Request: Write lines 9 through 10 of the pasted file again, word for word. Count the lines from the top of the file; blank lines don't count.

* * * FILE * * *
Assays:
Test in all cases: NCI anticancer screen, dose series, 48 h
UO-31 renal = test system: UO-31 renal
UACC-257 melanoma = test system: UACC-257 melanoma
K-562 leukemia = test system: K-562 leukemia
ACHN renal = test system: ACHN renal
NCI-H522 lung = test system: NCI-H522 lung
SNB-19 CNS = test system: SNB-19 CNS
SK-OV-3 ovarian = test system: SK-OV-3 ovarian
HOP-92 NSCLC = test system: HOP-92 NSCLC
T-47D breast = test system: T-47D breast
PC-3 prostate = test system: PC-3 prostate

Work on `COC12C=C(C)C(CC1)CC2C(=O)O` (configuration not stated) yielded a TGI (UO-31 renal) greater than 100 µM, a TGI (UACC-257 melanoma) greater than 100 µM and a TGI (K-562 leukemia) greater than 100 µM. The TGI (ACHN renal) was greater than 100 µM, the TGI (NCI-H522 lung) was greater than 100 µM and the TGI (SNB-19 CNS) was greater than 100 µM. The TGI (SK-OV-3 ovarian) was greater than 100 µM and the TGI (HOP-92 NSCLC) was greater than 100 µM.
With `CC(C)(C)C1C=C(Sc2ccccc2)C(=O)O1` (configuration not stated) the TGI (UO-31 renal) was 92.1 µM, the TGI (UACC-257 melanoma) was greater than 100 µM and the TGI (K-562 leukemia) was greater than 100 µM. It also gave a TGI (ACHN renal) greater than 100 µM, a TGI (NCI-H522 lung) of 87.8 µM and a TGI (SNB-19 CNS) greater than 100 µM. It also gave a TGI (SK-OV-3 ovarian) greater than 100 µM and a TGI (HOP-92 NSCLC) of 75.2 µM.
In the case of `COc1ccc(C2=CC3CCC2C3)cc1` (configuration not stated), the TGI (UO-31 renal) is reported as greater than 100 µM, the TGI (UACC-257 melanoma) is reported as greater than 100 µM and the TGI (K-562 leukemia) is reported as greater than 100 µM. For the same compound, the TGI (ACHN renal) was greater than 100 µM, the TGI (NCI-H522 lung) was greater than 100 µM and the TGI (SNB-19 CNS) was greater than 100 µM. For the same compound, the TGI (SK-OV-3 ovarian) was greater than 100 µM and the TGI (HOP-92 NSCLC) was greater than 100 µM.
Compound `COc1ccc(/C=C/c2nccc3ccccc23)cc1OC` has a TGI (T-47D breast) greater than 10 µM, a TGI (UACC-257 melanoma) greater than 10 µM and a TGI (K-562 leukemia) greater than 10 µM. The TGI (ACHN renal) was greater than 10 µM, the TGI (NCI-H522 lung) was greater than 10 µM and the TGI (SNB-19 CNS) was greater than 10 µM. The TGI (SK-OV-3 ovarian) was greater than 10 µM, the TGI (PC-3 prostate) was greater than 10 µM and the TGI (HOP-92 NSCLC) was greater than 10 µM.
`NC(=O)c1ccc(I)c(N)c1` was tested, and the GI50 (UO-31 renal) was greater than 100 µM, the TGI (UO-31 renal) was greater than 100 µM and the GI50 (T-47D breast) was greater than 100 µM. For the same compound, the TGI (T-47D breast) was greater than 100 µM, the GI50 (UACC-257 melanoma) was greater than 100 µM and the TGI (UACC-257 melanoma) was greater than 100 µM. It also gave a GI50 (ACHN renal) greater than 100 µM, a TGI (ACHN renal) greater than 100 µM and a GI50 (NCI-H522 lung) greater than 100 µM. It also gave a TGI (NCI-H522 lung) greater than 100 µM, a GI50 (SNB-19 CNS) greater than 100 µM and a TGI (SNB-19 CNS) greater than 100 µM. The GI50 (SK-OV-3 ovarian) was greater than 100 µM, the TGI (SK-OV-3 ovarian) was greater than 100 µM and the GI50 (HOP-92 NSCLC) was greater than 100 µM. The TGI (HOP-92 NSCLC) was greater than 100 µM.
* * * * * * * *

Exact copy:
SK-OV-3 ovarian = test system: SK-OV-3 ovarian
HOP-92 NSCLC = test system: HOP-92 NSCLC